While electron accelerators can be used to study a wide variety of physics topics, the current program focuses on the study of charm and bottom quarks and the tau leptons. These particles are all heavier than what makes up everyday matter and well suited for studying rare processes, such as CP violation.
Scientists have observed CP violation in rare particle decays, containing strange quarks (K mesons) and bottom quarks (B mesons). Observations of CP violation in B mesons at SLAC and a similar accelerator at KEK in Japan have made it possible to further test the theory. This ongoing study requires both new measurements of CP violation in other B meson decays as well as measurements of other properties of particles containing bottom or charm quarks. Solving the mystery of CP violation will answer questions about whether the laws of nature are the same for matter and antimatter.
In addition to studies of CP violation, the BaBar experiment at SLAC has pursued a broad program of research on particles containing bottom or charm quarks. The Belle experiment at KEK carried out a similar program, with a small number of U.S. university researchers participating. There has been regular cooperation as well as competition between the BaBar and Belle experiments, leading to more precise measurements and a better understanding of the results. The CLEO-c experiment at the Cornell Electron Storage Ring (CESR) concentrated on certain measurements of particles containing charm quarks that are difficult to find at the SLAC and KEK B-factories. These results test theories used to interpret CP violation measurements and to provide key inputs to the physics analyses done at the B-factory.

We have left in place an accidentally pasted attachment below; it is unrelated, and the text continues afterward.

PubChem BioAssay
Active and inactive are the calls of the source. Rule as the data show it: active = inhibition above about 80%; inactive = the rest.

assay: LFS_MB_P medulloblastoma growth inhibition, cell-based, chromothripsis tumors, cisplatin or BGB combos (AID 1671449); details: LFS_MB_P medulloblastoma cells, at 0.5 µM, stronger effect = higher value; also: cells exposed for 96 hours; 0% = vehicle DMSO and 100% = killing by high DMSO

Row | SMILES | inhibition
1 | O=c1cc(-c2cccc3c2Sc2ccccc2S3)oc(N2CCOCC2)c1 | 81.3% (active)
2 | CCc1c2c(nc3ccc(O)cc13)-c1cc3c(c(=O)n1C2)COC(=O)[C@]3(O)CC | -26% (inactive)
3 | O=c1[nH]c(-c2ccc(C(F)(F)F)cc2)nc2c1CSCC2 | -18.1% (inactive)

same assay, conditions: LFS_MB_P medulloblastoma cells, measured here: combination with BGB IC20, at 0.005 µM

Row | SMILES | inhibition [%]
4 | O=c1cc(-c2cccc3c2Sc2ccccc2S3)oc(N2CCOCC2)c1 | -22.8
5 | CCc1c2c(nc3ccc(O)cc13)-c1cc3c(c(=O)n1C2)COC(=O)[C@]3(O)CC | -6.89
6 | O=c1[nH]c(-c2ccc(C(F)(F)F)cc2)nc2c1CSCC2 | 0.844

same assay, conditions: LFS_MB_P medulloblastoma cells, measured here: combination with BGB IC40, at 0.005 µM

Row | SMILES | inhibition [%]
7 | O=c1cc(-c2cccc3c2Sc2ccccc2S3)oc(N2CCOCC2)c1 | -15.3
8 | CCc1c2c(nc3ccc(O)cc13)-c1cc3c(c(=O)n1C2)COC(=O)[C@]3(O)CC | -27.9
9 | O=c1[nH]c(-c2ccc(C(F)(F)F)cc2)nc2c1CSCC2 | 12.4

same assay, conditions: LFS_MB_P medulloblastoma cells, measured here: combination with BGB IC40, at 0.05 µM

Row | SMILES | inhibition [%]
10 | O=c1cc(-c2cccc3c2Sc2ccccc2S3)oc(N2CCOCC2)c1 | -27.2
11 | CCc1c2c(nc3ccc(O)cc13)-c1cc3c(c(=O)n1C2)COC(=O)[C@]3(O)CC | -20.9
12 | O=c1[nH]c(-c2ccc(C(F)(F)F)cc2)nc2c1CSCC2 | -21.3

A proposed electron-positron collider, the ILC will complement the LHC, a proton-proton collider at CERN. Consisting of two linear accelerators that face each other, the ILC will hurl some 10 billion electrons and positrons toward each other at nearly the speed of light. Stretching approximately 20 miles in length, the beams collide 14,000 thousands times a second at high energies of 500 billion-electron-volts (GeV). Each collision creates an array of new particles that could answer some of the most fundamental questions of all time. The current baseline design allows for an upgrade to a 35-mile, 1 trillion-electron-volt (TeV) machine during the second stage of the project. Several hundred U.S. scientists are making large contributions to the R&D program for the proposed next-generation collider.